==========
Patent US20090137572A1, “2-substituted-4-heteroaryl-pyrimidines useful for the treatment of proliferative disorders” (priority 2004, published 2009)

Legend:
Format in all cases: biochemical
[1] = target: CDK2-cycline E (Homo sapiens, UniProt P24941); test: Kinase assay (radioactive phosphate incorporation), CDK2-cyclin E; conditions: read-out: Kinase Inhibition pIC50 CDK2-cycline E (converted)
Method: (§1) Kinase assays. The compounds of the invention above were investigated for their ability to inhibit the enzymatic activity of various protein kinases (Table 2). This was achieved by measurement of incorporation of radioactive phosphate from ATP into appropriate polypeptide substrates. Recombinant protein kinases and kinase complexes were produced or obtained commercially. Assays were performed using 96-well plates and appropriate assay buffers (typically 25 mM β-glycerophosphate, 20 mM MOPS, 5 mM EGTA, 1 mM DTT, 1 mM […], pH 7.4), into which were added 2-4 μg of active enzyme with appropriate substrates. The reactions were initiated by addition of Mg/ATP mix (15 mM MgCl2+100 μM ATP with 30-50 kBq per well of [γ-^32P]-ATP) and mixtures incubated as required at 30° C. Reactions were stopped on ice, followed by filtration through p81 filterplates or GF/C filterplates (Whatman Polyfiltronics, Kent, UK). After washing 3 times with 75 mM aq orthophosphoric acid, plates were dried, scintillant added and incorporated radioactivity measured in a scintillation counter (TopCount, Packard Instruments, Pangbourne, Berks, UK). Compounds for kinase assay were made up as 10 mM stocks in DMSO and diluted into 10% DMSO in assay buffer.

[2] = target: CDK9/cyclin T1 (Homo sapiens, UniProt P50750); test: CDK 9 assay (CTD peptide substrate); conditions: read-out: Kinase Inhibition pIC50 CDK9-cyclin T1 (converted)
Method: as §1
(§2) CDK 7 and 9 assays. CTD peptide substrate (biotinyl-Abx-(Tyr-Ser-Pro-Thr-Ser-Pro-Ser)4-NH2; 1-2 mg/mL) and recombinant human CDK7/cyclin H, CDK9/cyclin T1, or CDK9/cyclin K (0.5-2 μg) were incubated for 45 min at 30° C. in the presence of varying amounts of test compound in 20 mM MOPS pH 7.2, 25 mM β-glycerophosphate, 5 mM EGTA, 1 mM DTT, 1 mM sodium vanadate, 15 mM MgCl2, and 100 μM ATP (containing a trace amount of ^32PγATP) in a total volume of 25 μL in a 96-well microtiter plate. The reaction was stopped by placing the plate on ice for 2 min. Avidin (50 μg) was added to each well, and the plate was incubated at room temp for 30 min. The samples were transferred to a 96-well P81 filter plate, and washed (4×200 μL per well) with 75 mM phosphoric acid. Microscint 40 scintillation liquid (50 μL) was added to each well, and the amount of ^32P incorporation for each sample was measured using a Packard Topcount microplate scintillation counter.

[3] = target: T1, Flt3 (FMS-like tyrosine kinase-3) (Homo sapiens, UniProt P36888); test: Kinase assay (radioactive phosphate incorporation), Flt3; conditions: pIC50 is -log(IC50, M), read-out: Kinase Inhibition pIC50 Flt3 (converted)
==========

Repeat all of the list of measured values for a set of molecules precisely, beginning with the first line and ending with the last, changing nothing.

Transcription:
Patent US20090137572A1, “2-substituted-4-heteroaryl-pyrimidines useful for the treatment of proliferative disorders” (priority 2004, published 2009)

Legend:
Format in all cases: biochemical
[1] = target: CDK2-cycline E (Homo sapiens, UniProt P24941); test: Kinase assay (radioactive phosphate incorporation), CDK2-cyclin E; conditions: read-out: Kinase Inhibition pIC50 CDK2-cycline E (converted)
Method: (§1) Kinase assays. The compounds of the invention above were investigated for their ability to inhibit the enzymatic activity of various protein kinases (Table 2). This was achieved by measurement of incorporation of radioactive phosphate from ATP into appropriate polypeptide substrates. Recombinant protein kinases and kinase complexes were produced or obtained commercially. Assays were performed using 96-well plates and appropriate assay buffers (typically 25 mM β-glycerophosphate, 20 mM MOPS, 5 mM EGTA, 1 mM DTT, 1 mM […], pH 7.4), into which were added 2-4 μg of active enzyme with appropriate substrates. The reactions were initiated by addition of Mg/ATP mix (15 mM MgCl2+100 μM ATP with 30-50 kBq per well of [γ-^32P]-ATP) and mixtures incubated as required at 30° C. Reactions were stopped on ice, followed by filtration through p81 filterplates or GF/C filterplates (Whatman Polyfiltronics, Kent, UK). After washing 3 times with 75 mM aq orthophosphoric acid, plates were dried, scintillant added and incorporated radioactivity measured in a scintillation counter (TopCount, Packard Instruments, Pangbourne, Berks, UK). Compounds for kinase assay were made up as 10 mM stocks in DMSO and diluted into 10% DMSO in assay buffer.

[2] = target: CDK9/cyclin T1 (Homo sapiens, UniProt P50750); test: CDK 9 assay (CTD peptide substrate); conditions: read-out: Kinase Inhibition pIC50 CDK9-cyclin T1 (converted)
Method: as §1
(§2) CDK 7 and 9 assays. CTD peptide substrate (biotinyl-Abx-(Tyr-Ser-Pro-Thr-Ser-Pro-Ser)4-NH2; 1-2 mg/mL) and recombinant human CDK7/cyclin H, CDK9/cyclin T1, or CDK9/cyclin K (0.5-2 μg) were incubated for 45 min at 30° C. in the presence of varying amounts of test compound in 20 mM MOPS pH 7.2, 25 mM β-glycerophosphate, 5 mM EGTA, 1 mM DTT, 1 mM sodium vanadate, 15 mM MgCl2, and 100 μM ATP (containing a trace amount of ^32PγATP) in a total volume of 25 μL in a 96-well microtiter plate. The reaction was stopped by placing the plate on ice for 2 min. Avidin (50 μg) was added to each well, and the plate was incubated at room temp for 30 min. The samples were transferred to a 96-well P81 filter plate, and washed (4×200 μL per well) with 75 mM phosphoric acid. Microscint 40 scintillation liquid (50 μL) was added to each well, and the amount of ^32P incorporation for each sample was measured using a Packard Topcount microplate scintillation counter.

[3] = target: T1, Flt3 (FMS-like tyrosine kinase-3) (Homo sapiens, UniProt P36888); test: Kinase assay (radioactive phosphate incorporation), Flt3; conditions: pIC50 is -log(IC50, M), read-out: Kinase Inhibition pIC50 Flt3 (converted)